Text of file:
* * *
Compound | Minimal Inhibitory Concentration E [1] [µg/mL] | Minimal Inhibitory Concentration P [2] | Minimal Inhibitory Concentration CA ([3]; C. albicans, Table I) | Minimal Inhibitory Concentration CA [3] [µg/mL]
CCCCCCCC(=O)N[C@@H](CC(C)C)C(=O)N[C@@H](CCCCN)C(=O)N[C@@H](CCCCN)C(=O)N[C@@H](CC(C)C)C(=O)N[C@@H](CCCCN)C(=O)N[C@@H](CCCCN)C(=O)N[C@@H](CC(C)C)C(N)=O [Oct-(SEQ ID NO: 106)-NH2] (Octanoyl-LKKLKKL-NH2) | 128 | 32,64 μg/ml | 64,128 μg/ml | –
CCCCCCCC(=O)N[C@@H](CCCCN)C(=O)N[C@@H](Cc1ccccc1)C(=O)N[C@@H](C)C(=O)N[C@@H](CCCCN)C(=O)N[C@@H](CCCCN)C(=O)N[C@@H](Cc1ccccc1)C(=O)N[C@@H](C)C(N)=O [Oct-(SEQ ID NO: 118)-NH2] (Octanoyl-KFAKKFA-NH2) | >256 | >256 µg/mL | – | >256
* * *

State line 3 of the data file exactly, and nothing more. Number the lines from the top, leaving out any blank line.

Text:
CCCCCCCC(=O)N[C@@H](CCCCN)C(=O)N[C@@H](Cc1ccccc1)C(=O)N[C@@H](C)C(=O)N[C@@H](CCCCN)C(=O)N[C@@H](CCCCN)C(=O)N[C@@H](Cc1ccccc1)C(=O)N[C@@H](C)C(N)=O [Oct-(SEQ ID NO: 118)-NH2] (Octanoyl-KFAKKFA-NH2) | >256 | >256 µg/mL | – | >256